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Son Of Star Trek

Son of Star Trek To Appear In Fall

Indianapolis News, 19 April 1975

By Richard K. Shull

If the Justice Department ever gets around to prosecuting its case against the three commercial networks for alleged monopolistic tactics; it may have Exhibit A in the making right now with a show titled Space: 1999.

You won't find the show's title on any of the network schedules. It will be seen in most cities, sold station by the hard way as a means of circumventing the three networks.

So what is Space: 1999?

"It's Star Trek ...plus ...plus ...plus. I not ashamed to admit, Star Trek was my model," said Abe Mandell, president of the New York-based Independent Television Corp. the production-sales arm of Sir Lew Grade's London- based A T V entertainment empire.

Mandell, who fathered the project, has 24 long episodes completed - as they say in the trade, "in the can," - at a cost of $6.5 million.

He said he geared the whole project to U.S. viewers who are 60 per cent of the worldwide TV market.

The series stars Martin Landau and Barbara Bain, of Mission: Impossible fame, and Barry Morse, the relentless pursuer in The Fugitive series.

Mandell used an American director to set the pace of the show and an American story editor and many Hollywood writers to further Americanize the series.

What's it about?

It's a variation on Star Trek. The time is 1999 and the place is the moon where a self-sustaining base with 311 scientists has been set up.

An atomic waste dump on the dark of the moon accidentally explodes, blasting the moon out of orbit and into a journey through deep space.

Individual story lines are comparable to the adventures familiar to all fans of Star Trek.

Now consider that ever since NBC dumped Star Trek from its schedule in 1969 there has been an increasingly vocal mob out in televisionland howling for a return of space science fiction.

And consider that NBC has been going through a virtual annual ritual of trying unsuccessfully to come to terms with producer Gene Roddenberry for a revival of Star Trek. Space: 1999 would seem like a natural. Right?

Wrong. That's where the arcane aspects of TV programming come in.

In Hollywood, networks usually advance money to producers to develop their shows in return for part ownership of the shows. There have been years when network profits from show ownership exceeded their profits from operating the networks.

Or as Mandell put it, "The networks like to be involved in the production. The project was done when I contacted them."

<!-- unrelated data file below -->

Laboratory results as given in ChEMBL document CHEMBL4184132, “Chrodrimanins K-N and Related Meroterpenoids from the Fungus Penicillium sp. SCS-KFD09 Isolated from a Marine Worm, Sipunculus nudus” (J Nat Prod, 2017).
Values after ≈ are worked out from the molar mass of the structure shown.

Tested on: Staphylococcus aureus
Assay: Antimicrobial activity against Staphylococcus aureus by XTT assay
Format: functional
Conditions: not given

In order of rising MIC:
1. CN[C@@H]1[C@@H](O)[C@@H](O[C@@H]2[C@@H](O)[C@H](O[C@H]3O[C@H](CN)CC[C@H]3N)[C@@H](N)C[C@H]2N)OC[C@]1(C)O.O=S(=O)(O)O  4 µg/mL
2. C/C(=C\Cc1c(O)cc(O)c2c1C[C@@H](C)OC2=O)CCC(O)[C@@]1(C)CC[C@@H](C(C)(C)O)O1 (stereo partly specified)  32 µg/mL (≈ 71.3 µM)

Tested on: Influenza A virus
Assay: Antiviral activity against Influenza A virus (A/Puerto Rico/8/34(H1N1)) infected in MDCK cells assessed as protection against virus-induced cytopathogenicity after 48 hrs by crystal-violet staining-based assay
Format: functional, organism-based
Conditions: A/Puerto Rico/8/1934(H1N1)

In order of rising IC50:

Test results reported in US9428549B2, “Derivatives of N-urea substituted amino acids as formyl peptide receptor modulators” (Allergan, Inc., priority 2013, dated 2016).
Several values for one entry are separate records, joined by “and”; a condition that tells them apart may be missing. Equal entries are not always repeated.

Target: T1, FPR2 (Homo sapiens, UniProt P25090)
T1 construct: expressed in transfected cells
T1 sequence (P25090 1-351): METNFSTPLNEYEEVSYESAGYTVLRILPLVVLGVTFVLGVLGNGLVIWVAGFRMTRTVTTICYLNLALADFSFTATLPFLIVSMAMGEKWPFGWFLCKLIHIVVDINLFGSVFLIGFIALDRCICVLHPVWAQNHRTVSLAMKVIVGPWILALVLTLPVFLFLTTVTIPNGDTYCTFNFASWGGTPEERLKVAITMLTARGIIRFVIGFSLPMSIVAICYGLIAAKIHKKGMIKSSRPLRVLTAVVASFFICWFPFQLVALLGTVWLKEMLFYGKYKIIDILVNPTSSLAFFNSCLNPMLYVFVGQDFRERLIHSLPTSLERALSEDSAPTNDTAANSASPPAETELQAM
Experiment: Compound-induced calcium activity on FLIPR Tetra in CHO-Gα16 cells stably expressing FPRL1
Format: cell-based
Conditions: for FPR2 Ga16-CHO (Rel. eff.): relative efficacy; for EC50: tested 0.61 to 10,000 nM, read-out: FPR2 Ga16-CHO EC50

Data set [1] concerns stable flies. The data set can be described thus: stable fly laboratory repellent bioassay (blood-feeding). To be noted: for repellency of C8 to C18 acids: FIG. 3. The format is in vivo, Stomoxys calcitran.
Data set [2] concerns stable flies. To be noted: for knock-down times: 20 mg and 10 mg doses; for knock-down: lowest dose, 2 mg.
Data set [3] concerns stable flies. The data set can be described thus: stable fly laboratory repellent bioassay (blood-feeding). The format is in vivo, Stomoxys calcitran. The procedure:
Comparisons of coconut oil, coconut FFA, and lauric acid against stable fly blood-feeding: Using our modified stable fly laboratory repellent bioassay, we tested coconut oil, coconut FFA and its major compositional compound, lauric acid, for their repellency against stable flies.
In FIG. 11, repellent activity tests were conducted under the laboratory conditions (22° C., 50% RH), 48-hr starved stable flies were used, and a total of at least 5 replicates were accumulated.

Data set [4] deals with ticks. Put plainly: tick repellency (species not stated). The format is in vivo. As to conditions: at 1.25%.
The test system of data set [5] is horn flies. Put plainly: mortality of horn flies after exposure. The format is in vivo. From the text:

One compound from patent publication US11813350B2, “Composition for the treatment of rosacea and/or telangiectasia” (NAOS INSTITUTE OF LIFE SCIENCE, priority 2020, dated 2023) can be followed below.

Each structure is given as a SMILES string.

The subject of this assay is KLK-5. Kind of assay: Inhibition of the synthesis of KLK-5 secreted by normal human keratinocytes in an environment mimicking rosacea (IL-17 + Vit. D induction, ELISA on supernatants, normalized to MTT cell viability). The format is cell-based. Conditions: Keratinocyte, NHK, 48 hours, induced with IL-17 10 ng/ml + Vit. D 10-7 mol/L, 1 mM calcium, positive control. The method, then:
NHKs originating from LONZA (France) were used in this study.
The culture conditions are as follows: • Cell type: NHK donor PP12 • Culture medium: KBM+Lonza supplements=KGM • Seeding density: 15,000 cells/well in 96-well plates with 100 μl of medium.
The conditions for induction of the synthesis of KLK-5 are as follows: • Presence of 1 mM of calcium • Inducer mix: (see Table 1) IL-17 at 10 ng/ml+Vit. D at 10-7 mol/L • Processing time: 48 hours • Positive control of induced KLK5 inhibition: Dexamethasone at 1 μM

In fairness, he said when he approached NBC last year "we screened the show for them the day they announced their fall schedule. We were too late."

Mandell continued, "At NBC, Robert Wood (the president) was a gentleman about it. He said he liked the show but he already was committed to Planet of the Apes and he only wanted one science-fiction show on his schedule.

"Now ABC ... don't ask me why but they didn't want it," Mandell said.

It might be pointed out here that the ABC official - no longer with the network - who rejected it was the same fellow who turned down "The Autobiography of Miss Jane Pittman" - last season's blockbuster dramatic special on CBS - contending "Nobody wants to watch an old black woman scrubbing floors."

In frustration, after he faile to sell his series to any network, Mandell decided to sell it in syndication, one station at a time, as something to fill the early evening time slot when the networks are prohibited by Federal Communications Commission regulation from programming.

"Look what is in that prime time access period!" Mandell said. "There's 'Son of Let's Make a Deal' or looking at some elephant's fanny in a put together nature film."

But there's a hitch. On week nights, most stations only have a half-hour in the access period and Mandell has an hour show. On weekends, there's usually an available hour but it's filled with the likes of Lawrence Welk and Hee Haw.

So, Mandell has come up with a plan in which he'll meet the networks headon. "I predict Space: 1999 will be on network affiliated stations in prime time in the fall" he said.

As he sees it, station program directors, "who in many ways are smarter than the Sixth Avenue network people" will buy the show and sit on it and wait.

"They'll wait four or five weeks after the networks have their fall premieres - when the feathers hit the fan with the second or third Nielsen rating book, then they'll preempt the weakest network shows and schedule this into prime evening time.

"By the first of June, I expect to have Space: 1999 sold in 150 U.S. markets" Mandell added. To which might be added that reticence and modesty are not among Mandell's traits.

Meanwhile, those who care can ponder why the current network schedules are composed of 40 per cent cops 'n' robbers shows yet there isn't room anywhere for one science-fiction show.


Space: 1999 copyright ITV Studios Global Entertainment